• When using this complete media system, the growth of airway epithelial cells is supported without the use of feeder layers, extracellular matrix proteins or other substrates. (
  • For airway epithelial cells derived from bronchial/tracheal tissue (e.g. (
  • Primary Bronchial/Tracheal Epithelial Cells, Normal, Human, ATCC PCS-300-010), supplement Airway Epithelial Cell Basal Medium with the Bronchial Epithelial Cell Growth Kit (ATCC PCS-300-040). (
  • For small airway epithelial cells (e.g. (
  • This system is designed to support epithelial cells (e.g., renal proximal tubule epithelial cells) derived from normal human kidney. (
  • To support the proliferation and plating efficiency of renal epithelial cells (e.g. (
  • Primary Renal Mixed Epithelial Cells, Normal, Human, ATCC PCS-400-012), Renal Cell Basal Medium must be supplemented with the Renal Epithelial Cell Growth Kit (ATCC PCS-400-040). (
  • Using Renal Epithelial Cell Basal Medium supplemented with the Renal Epithelial Cell Growth Kit, the growth of renal epithelial cells is supported without the use of feeder layers, extracellular matrix proteins or other substrates. (
  • In this study, Aryan et al used hydrogen peroxide, a highly reactive compound, to induce oxidative stress in human retinal pigment epithelial cells, a type of ocular cell which provides nourishment for the human retina. (
  • This group has recently shown that epithelial cells extracted from the developing teeth of 6-month-old pigs continue to proliferate when they are cultured on top of a special feeder layer of cells (the feeder-layer cells are known as the 3T3-J2 cell line). (
  • This crucial step boosts the number of dental epithelial cells available for enamel production. (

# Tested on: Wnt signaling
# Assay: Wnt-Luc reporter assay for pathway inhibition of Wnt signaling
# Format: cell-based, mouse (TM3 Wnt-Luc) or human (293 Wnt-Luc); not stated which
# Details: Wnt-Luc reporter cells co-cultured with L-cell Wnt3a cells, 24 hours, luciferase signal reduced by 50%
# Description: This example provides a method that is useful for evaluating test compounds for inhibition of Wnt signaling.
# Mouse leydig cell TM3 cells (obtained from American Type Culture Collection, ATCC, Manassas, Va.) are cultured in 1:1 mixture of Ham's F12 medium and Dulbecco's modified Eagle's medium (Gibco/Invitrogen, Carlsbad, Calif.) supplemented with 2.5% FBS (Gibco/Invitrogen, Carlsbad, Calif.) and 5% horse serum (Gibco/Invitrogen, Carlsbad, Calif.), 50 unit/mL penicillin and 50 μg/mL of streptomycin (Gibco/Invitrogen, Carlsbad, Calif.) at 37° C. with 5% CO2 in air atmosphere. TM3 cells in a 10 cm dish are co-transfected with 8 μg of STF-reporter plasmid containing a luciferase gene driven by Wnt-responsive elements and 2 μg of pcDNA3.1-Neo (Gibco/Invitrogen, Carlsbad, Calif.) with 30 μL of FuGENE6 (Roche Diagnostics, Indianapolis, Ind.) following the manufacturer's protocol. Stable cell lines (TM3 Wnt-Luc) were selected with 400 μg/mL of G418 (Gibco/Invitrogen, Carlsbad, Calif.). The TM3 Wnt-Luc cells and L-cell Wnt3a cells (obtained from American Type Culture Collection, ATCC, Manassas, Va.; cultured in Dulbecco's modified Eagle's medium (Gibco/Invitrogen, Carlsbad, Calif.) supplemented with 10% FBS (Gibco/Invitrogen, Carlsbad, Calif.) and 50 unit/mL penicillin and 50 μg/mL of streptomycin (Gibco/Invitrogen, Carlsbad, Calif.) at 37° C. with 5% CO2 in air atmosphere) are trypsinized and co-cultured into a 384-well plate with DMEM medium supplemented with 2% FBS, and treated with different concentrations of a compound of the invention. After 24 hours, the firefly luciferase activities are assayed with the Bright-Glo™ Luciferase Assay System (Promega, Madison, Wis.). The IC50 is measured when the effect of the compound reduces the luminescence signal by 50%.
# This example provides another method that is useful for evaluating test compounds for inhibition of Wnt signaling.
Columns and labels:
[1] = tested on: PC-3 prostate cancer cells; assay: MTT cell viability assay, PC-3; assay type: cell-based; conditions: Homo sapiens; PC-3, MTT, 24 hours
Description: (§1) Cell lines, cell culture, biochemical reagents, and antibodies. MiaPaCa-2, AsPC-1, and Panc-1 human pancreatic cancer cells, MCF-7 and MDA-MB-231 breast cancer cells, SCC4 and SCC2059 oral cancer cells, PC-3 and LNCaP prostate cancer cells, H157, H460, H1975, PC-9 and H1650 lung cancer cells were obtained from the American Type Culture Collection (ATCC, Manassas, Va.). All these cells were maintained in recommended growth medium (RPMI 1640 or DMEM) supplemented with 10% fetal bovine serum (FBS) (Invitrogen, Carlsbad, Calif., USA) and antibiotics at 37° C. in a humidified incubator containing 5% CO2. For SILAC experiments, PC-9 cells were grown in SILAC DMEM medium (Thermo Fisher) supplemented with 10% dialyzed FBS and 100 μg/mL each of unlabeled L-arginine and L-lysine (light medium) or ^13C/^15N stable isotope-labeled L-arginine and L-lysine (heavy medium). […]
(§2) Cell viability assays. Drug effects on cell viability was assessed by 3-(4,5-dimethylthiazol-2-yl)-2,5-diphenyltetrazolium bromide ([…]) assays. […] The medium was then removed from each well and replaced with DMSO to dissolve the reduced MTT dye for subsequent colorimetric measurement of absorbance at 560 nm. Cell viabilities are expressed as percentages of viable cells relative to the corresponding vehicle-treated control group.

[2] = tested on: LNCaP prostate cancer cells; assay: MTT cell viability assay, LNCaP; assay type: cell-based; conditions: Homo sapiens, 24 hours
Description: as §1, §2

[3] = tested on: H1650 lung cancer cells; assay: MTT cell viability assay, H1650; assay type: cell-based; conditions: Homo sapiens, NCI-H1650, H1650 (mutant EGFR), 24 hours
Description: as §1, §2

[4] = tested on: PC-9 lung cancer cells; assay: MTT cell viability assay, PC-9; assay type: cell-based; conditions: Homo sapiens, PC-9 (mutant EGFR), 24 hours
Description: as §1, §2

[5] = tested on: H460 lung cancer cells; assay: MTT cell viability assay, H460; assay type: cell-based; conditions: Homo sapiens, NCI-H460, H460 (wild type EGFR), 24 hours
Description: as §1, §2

• In the study being reported today, the researchers seeded the cultured dental epithelial cells onto collagen sponge scaffolds, along with cells from the middle of the tooth (dental mesenchymal cells). (
  • The key finding of this study was that even after the multiple divisions that occurred during propagation of the cells in culture, the dental epithelial cells retained the ability to produce enamel, as long as they were later provided with an appropriate environment. (
  • The idea for the culturing technique originates from 1975, when Dr. J.G. Rheinwald and Dr. H. Green of Harvard Medical School reported the use of feeder layers for culturing epithelial cells from the skin (the 3T3-J2 cells used in the current study were gifted by Dr. Green). (
  • Now that dental epithelial cells can be propagated in culture, the next step will be to achieve the same success with their partners in tooth formation, the dental mesenchymal cells. (
  • Based on previous publications on storage of cultured epithelial cells [ 20 - 23 ], we hypothesize that differences in storage temperature between 4°C and 37°C affect the viability, morphology, and phenotype of cultured RPE cells. (
  • Iwould think there would be plenty of references in is Journal of Tissue CulTure Methods. (
  • In: Tissue Culture Techniques: An introduction pp 143-151. (
  • Tissue-culture (TC) treated for optimum attachment and growth of anchorage-dependent cells. (